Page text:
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Invasive squamous cell carcinoma is a type of cancer that occurs in the flat cells that make up the outer layer of skin and the linings of some organs, known as squamous cells. In this case, the word invasive means that the cancerous tumor has penetrated deeply into the skin or organ, as opposed to remaining a surface lesion. For example, in cases of invasive squamous cell carcinoma of the skin, the tumor may have penetrated into the dermis through the epidermis. Depending on the location, size, and severity of the tumor, there are several different courses of treatment that may be pursued.
Squamous cell carcinoma is the second most common type of skin cancer after basal cell carcinoma. Most often it is caused by exposure to UV rays, either through natural sunlight or by indoor tanning. People with fair skin are particularly susceptible. It can also occur in organs as diverse as the prostate, bladder, and larynx, although these are nowhere near as common as squamous cell skin cancer. Exposure to radiation or chemical carcinogens, as well as some inflammatory or scarring disorders, can also increase the risk of squamous cell cancer.
Invasive squamous cell carcinoma can be serious because of the risk of cancer metastasis, which means the cancer spreads to other areas of the body or additional organ systems. This risk of metastasis is higher with invasive lesions than it is with shallow lesions. Risk increases if the tumor is large, very deep, or if it is close to other systems such as the lymph nodes or nerves. Some patient characteristics can also influence this risk, such as poor immune system functioning.
Most of the time, this condition is treated by surgically removing the tumor, which is usually curative. A specialized surgical technique precisely determines the boundaries of a tumor, called Mohs micrographic surgery, may be used for irregularly shaped or potentially disfiguring lesions. If a tumor is considered high risk because of its location, depth, size, or tumor features, radiation therapy may be needed to make sure that all of the cancer is removed or destroyed. Chemotherapy may be needed if the cancer has metastasized, but this treatment is unlikely if the tumor has spread.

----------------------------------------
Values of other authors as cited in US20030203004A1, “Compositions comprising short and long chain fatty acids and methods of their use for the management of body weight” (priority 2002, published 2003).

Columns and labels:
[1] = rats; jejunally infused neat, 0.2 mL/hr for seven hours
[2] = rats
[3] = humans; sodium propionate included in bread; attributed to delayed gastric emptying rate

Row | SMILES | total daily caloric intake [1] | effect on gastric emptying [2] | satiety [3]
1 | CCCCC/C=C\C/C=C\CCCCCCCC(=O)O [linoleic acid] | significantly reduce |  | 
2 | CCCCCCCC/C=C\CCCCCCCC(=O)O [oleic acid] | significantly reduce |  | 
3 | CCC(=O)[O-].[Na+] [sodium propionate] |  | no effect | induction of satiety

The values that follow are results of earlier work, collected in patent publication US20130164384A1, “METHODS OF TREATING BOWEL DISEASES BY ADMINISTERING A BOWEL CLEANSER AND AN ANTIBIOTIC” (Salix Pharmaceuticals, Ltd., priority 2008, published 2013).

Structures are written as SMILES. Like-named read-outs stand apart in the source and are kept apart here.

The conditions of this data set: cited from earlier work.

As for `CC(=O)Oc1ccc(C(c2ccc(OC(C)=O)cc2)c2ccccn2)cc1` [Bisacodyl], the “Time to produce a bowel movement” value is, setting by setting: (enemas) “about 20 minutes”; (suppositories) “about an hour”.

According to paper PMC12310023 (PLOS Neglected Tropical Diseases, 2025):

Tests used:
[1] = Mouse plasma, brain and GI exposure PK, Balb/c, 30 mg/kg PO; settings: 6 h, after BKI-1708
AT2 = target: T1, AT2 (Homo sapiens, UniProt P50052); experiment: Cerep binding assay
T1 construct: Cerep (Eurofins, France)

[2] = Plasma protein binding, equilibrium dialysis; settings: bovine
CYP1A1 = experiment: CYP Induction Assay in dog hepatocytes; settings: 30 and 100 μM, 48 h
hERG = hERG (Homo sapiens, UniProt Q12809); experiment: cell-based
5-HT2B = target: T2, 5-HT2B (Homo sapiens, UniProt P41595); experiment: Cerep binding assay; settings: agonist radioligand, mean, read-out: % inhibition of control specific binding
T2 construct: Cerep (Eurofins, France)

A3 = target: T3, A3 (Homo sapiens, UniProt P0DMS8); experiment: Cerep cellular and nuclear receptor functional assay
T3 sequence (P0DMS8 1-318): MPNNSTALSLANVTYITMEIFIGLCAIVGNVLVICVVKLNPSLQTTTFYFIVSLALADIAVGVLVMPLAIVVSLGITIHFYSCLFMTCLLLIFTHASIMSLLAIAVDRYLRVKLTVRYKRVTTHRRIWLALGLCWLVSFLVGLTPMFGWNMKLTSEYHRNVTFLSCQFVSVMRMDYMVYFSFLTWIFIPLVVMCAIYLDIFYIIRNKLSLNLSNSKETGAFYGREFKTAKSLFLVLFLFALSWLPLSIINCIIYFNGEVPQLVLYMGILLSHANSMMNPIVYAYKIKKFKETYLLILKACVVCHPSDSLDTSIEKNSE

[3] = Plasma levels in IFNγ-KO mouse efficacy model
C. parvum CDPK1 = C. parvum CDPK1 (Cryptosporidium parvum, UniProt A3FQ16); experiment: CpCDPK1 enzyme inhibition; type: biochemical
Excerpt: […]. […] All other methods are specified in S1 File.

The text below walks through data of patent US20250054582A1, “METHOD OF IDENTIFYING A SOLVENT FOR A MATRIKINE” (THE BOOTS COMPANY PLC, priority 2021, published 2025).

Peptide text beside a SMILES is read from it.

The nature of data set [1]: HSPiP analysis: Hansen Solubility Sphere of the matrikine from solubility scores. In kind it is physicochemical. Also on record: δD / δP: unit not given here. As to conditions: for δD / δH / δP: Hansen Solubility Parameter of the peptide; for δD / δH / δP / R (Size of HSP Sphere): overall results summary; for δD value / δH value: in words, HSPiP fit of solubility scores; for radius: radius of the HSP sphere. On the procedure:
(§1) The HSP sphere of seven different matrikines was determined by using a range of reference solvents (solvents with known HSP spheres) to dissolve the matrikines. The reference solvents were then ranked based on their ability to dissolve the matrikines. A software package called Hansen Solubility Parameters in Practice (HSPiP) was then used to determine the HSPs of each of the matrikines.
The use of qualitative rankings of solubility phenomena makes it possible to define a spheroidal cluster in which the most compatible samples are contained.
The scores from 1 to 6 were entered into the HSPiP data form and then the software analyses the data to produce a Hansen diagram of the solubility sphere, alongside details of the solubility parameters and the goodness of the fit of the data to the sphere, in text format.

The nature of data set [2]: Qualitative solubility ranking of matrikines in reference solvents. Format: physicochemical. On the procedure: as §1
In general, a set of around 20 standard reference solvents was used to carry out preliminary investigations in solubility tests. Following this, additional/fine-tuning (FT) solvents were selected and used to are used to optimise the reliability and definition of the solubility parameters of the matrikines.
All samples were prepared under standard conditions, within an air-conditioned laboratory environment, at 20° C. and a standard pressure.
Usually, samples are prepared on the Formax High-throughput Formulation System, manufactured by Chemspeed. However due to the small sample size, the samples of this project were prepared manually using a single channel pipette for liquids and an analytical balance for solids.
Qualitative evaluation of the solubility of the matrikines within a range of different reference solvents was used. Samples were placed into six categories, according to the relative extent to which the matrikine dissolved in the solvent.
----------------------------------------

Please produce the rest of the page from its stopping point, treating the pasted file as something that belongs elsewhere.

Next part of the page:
Patients who have had one invasive squamous cell carcinoma are at a higher risk of developing others. It is important to closely monitor any changes in the skin, and to avoid unprotected sun exposure. Regular visits to a dermatologist for a full skin check will also help to ensure that any future tumors can be caught quickly, which will make treatment easier and more likely to be successful.
A girl I went to high school with was diagnosed a couple of years ago with invasive squamous cell carcinoma. It started in a place on her back. She had surgery and has not had a recurrence, thank goodness. Her husband spotted a dark spot and thought it looked suspicious. Thank goodness he was paying attention!
A good rule is to have someone look at the back of your body for you, since you can't always see it. With every phone having a camera, also take picture of the spot for comparison's sake.
Turns out, her dermatologist said the spot was almost certainly caused by too much sun. She was a sun worshiper in high school.
With all the evidence of how prolonged sun exposure can cause skin cancer, I am continually at a loss to understand why anyone feels it necessary to look like a piece of baked chicken!
I am very fair skinned, and I've been sunburned a couple of times. If I know I'm going to be outside for any period of time, I wear a cap, put sunscreen on my face, neck and even my ears, along with on the usual spots of the arms and legs. I don't want to risk it.
An additional benefit of staying out of the sun is that I truly look 10 or 15 years younger than most women my age. I am 45, and it is not uncommon for people to place me at 30 or 35.
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